How your 3-year-old might play now

    • She likes dressing up or pretending she's someone else
    • He loves to move and does not care to be still
    • She's reassured to hear that people love her
    • He begins to compare and contrast himself with others
    • Basic ball play—like catching or kicking a ball—can improve balance and coordination
    • He can throw a ball a short distance and can catch it if it's thrown directly in his arms
    • She starts drawing faces and people
    • He can make balls, sausages and figures out of play dough
    • Her squiggles begin to look like writing
    • He shows sympathy for storybook characters
Playsets and action figures
  • crawlerImg

    Smart Tablet

Help your child learn more:

    • What if … Prompt imaginative play with different scenarios once your child is familiar with a toy.
    • Point out heroes in your neighborhood, country or the world. Explain why heroes are special people. Your child is still too young to really know about current events, but remember how much kids absorb from hearing the news or adults' conversations.
    • Tell me a story. Asking your child to tell you about what he's pretending will encourage thinking and help develop language and communication skills. Every once in a while ask, "What did Billy Blazes do today?"

I Can Do It!


Help your child become aware of all the wonderful things she can do! This is a great way to build her self-confidence and self-esteem.


  • Magazines with pictures or picture books that show kids doing things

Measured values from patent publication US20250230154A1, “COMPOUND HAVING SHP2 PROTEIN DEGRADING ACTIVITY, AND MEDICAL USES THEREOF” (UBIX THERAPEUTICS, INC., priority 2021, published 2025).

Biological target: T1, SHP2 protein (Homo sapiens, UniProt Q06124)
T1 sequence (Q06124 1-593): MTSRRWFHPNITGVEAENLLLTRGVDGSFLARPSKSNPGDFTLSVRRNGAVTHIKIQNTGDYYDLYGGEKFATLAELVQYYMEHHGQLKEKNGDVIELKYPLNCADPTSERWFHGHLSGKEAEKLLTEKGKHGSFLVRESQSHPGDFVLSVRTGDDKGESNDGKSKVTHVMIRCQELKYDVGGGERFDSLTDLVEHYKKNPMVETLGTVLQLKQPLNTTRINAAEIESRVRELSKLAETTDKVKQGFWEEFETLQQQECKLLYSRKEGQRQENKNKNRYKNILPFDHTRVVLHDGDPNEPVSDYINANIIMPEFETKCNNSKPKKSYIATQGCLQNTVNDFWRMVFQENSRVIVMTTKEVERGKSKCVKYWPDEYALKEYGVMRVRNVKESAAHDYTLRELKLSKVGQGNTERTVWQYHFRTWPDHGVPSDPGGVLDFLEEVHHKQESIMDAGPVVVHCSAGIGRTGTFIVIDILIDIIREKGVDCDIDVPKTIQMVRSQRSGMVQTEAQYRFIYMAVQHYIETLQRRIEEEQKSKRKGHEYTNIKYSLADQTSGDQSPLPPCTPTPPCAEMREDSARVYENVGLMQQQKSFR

• Look through magazines or picture books together that show kids doing things.
  • Ask your child if she can do the things that are shown.
  • Have her explain how she does them.
  • Let her demonstrate if she likes!
  • If she says she can't do something, ask her why not.
  • Discuss with her all the things you can and cannot do. Make sure to explain how or why not.


Make sure to select plenty of pictures of activities your child knows how to do, so she won't feel like a failure. Don't pressure her to do things she's not ready to do.

What kind of toys promote learning?

What kind of toys do you recommend for learning?
I recommend a variety of toys for learning, not just those labeled as such. In some way, all toys have some learning benefits. In fact, you’d be amazed by what children can learn from even the most basic toys. For example, blocks and building toys ??ReadMore_Label??

Tips: Why Play Is So Important

Play helps children learn about themselves and their understandings of their expanding physical and social worlds. Play gives children opportunities to figure out how things work, how to get along with others and to try on new role ??ReadMore_Label??

Problems at Preschool: Advice from Moms

From Dawn in Chicago
We had to pull our 3-year-old out of preschool because she was so active. She was taking her shoes and socks off, running everywhere, crawling under the bathroom stalls at potty time, throwing her snacks and shoving other kids. I just don't know what to do to calm her down and get her used to group settings. I'm open to suggestions. Thanks!

Alicia in Raleigh Your preschooler is learning to interact with other children, in surroundings other than home. If you put her back in preschool the teachers should help by directing her "negative" actions in a "positive" direction. My toddler gets ??ReadMore_Label??